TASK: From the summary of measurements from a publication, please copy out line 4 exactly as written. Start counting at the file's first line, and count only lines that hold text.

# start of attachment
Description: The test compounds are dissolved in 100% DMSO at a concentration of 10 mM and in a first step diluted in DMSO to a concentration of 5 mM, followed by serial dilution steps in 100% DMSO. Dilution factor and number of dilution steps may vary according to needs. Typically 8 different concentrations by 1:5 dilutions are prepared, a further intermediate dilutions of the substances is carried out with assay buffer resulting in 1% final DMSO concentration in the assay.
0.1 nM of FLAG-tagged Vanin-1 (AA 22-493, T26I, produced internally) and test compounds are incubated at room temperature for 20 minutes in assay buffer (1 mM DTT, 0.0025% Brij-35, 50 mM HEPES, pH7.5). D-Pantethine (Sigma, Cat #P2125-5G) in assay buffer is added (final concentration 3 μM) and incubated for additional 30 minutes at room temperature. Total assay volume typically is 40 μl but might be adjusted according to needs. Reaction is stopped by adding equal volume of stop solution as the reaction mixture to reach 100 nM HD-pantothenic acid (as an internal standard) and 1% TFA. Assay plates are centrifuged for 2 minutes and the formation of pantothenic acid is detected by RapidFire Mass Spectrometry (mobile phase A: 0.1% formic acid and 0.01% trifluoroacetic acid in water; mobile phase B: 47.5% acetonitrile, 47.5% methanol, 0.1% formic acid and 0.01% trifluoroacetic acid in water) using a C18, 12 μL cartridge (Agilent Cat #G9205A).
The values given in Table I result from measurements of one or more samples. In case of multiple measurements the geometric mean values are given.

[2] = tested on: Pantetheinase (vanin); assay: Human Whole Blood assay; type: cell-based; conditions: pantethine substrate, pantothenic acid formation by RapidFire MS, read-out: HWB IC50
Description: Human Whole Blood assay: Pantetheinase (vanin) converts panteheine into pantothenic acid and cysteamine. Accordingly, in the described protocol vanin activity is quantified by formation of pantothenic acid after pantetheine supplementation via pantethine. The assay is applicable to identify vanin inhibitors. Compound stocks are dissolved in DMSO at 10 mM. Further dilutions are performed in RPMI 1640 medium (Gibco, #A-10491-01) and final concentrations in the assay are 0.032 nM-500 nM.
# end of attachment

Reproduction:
[2] = tested on: Pantetheinase (vanin); assay: Human Whole Blood assay; type: cell-based; conditions: pantethine substrate, pantothenic acid formation by RapidFire MS, read-out: HWB IC50